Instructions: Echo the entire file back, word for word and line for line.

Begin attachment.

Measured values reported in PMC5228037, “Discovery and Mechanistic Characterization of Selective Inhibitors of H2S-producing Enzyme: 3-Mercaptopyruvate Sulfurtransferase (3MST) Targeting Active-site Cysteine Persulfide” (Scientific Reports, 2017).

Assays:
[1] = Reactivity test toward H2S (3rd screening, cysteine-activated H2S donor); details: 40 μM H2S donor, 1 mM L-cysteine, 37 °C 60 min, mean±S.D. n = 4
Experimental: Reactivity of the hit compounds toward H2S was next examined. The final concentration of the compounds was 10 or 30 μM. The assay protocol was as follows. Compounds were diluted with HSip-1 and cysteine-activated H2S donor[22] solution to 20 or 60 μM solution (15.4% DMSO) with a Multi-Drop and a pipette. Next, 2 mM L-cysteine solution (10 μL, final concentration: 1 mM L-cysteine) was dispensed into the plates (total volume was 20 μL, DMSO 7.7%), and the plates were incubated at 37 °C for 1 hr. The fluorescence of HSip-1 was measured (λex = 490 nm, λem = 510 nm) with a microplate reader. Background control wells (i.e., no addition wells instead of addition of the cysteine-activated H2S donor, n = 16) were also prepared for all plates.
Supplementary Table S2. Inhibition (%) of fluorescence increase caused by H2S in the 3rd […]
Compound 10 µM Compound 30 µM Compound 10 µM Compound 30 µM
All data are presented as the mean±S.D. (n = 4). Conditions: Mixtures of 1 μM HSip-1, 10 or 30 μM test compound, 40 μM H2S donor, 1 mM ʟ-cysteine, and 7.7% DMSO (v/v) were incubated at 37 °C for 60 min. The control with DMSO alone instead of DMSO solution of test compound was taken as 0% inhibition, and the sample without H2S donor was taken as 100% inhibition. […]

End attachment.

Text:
Measured values reported in PMC5228037, “Discovery and Mechanistic Characterization of Selective Inhibitors of H2S-producing Enzyme: 3-Mercaptopyruvate Sulfurtransferase (3MST) Targeting Active-site Cysteine Persulfide” (Scientific Reports, 2017).

Assays:
[1] = Reactivity test toward H2S (3rd screening, cysteine-activated H2S donor); details: 40 μM H2S donor, 1 mM L-cysteine, 37 °C 60 min, mean±S.D. n = 4
Experimental: Reactivity of the hit compounds toward H2S was next examined. The final concentration of the compounds was 10 or 30 μM. The assay protocol was as follows. Compounds were diluted with HSip-1 and cysteine-activated H2S donor[22] solution to 20 or 60 μM solution (15.4% DMSO) with a Multi-Drop and a pipette. Next, 2 mM L-cysteine solution (10 μL, final concentration: 1 mM L-cysteine) was dispensed into the plates (total volume was 20 μL, DMSO 7.7%), and the plates were incubated at 37 °C for 1 hr. The fluorescence of HSip-1 was measured (λex = 490 nm, λem = 510 nm) with a microplate reader. Background control wells (i.e., no addition wells instead of addition of the cysteine-activated H2S donor, n = 16) were also prepared for all plates.
Supplementary Table S2. Inhibition (%) of fluorescence increase caused by H2S in the 3rd […]
Compound 10 µM Compound 30 µM Compound 10 µM Compound 30 µM
All data are presented as the mean±S.D. (n = 4). Conditions: Mixtures of 1 μM HSip-1, 10 or 30 μM test compound, 40 μM H2S donor, 1 mM ʟ-cysteine, and 7.7% DMSO (v/v) were incubated at 37 °C for 60 min. The control with DMSO alone instead of DMSO solution of test compound was taken as 0% inhibition, and the sample without H2S donor was taken as 100% inhibition. […]